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Posts Tagged ‘anti-depressants’

So, things were going well & then halfway through last week the withdrawl symptoms kicked in. Sheesh, major waves of dizziness and nausea, despite having carefully cut down on my dose before stopping the pills.

I felt reassured that it was withdrawal symptoms, rather than some fun, new ME symptoms, due to the previous comments on here. Plus, some googling revealed hundreds of posts on message boards from people complaining about dizziness & nausea when coming off citalopram.

Ended up having a couple of days off work, as I couldn’t cope with the dizziness on top of my ME, but I’m pleased to say that everything is abating now. Back at work and minimal dizziness.

I have been waking up at about 3am every morning this week, which I suspect is another symptom of my body adjusting to coming off the pills, but I’ll re-instate my sleep hypnotherapy CD tonight and see if that helps.

Overall, I’m pleased to be off the pills after three years, despite the small hiccups.

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Photo by Mr La Rue

Photo by Mr La Rue

So, after nearly three years I am currently coming off my anti-depressants. I was on 20mg a day of Citalopram and lucky that I had no noticeable side effects.

Using anti-depressants is a very personal choice and it turned out to be the right one for me. However, it wasn’t an easy to start using them as it meant finally admitting that I was depressed and that I couldn’t cope.  I went through a phase of bursting into tears several times a day, including at work and this is why I chose pills. I needed to stabilise myself so that I could start dealing with my depression and work out what other help I needed.

I been to three different counsellors alongside using the anti-depressants, the most successful counselling treatment being the cognitive behavioural therapy I received in early 2008. The general advice from GPs about coming off anti-depressants seems to be that you should only come off them once you’ve felt okay for 6 months and then to cut down to a pill every other day, then one every two days etc.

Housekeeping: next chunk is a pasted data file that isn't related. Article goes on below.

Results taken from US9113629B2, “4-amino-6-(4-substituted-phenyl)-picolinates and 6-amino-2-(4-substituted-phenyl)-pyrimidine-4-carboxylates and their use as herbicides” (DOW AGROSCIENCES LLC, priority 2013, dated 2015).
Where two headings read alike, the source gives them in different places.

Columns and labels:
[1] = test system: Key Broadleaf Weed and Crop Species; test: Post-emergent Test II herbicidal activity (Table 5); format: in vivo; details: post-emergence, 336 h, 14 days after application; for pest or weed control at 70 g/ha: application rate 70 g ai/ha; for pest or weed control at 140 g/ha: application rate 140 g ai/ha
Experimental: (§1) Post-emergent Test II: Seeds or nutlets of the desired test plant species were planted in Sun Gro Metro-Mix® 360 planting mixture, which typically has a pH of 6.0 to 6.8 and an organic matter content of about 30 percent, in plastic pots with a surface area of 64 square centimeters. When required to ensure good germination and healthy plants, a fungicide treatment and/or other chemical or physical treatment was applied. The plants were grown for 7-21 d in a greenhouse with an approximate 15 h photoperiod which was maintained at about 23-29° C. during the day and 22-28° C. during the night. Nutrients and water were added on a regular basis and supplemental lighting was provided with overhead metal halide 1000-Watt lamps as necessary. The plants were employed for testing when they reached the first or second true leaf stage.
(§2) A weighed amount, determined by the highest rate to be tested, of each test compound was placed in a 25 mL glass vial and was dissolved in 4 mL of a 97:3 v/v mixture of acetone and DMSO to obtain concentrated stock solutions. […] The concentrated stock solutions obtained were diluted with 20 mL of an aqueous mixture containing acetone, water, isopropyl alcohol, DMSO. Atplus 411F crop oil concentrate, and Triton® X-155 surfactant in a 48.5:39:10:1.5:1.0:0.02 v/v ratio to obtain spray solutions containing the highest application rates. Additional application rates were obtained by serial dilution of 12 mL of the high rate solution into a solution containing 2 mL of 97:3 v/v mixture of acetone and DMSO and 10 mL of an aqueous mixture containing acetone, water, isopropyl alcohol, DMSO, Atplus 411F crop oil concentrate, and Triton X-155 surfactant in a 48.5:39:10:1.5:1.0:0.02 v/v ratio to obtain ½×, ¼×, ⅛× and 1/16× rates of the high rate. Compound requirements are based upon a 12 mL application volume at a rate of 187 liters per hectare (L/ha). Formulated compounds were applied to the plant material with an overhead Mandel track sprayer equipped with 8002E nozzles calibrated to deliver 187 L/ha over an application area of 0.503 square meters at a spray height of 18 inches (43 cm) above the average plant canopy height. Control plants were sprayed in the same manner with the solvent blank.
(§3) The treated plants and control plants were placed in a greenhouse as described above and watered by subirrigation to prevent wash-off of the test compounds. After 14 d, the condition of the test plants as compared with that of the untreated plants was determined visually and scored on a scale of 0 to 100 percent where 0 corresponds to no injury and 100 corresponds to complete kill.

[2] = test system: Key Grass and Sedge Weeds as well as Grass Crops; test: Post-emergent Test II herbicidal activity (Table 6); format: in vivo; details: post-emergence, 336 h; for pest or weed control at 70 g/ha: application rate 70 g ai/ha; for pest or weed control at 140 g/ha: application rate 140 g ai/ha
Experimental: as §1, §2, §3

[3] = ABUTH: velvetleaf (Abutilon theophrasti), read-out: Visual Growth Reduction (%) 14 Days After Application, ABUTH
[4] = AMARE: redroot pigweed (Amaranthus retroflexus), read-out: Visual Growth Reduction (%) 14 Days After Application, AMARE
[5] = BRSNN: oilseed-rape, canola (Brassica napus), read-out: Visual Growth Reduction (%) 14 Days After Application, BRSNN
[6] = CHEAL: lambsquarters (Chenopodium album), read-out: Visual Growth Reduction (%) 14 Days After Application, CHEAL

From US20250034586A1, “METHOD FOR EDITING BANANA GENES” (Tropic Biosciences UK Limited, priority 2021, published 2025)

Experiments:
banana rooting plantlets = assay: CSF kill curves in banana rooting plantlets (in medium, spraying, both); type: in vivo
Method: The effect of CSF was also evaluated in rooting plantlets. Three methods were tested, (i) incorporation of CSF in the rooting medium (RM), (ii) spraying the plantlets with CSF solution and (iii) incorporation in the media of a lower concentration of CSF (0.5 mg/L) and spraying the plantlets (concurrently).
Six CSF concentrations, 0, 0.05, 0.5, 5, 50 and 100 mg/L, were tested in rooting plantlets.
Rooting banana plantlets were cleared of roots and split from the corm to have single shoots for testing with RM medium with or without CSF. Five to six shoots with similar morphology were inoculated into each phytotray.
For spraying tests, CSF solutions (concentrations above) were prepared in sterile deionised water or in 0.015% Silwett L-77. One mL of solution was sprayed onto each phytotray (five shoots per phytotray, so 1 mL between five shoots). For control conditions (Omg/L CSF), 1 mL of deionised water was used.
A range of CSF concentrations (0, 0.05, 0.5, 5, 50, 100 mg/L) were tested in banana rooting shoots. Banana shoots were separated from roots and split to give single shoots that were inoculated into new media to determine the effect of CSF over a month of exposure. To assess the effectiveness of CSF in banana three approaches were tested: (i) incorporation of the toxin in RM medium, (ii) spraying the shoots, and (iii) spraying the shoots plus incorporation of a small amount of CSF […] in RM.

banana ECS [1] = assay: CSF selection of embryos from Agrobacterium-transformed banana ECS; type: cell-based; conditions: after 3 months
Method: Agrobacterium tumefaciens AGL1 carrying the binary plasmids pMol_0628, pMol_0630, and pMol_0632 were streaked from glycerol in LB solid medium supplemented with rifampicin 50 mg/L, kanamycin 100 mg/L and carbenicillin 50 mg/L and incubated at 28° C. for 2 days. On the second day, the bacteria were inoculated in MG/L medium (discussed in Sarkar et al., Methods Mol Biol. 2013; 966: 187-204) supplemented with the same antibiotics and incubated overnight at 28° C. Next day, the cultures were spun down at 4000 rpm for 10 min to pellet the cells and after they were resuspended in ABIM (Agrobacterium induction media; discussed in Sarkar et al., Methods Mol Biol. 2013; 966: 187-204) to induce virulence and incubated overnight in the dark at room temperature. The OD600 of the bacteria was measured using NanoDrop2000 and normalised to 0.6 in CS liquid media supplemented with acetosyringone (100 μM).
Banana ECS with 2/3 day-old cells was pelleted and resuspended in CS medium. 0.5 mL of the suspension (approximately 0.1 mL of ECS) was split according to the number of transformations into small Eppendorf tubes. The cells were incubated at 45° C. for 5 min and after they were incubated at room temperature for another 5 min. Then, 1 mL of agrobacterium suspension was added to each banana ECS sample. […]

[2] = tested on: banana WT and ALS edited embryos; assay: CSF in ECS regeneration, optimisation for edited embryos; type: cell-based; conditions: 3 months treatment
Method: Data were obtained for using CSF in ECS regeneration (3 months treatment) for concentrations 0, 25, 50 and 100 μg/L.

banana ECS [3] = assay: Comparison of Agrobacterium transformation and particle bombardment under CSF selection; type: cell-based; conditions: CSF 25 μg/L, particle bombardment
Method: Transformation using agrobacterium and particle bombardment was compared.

I had 3 weeks off work before Xmas with my ME/CFS and IBS which was frustrating, but didn’t put me into a bad place mentally so I decided I was ready to start cutting down the pills. I’ve been cutting them down for the last month or so and I’m currently taking one pill every three days, so another couple of weeks and I’ll stop altogether.

The hardest part of coming off the anti-depressants is trying to decide what is “normal” for me. Before my depression I would very rarely get upset or cry because I tended to push all my feelings deep down inside. Now I’m double-guessing myself and thinking “am I upset because I’m coming off the pills?” The answer seems to be no, mainly when I’ve got upset the last few months it’s been about things that most people would find upsetting, and I generally deal with them sensibly and quickly. So, I still need to work on accepting and recognising my feelings and then working through them but overall I’m very happy with my progress and that I’m doing the right thing for me.

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I heard a few snippets this week on the BBC news along the lines of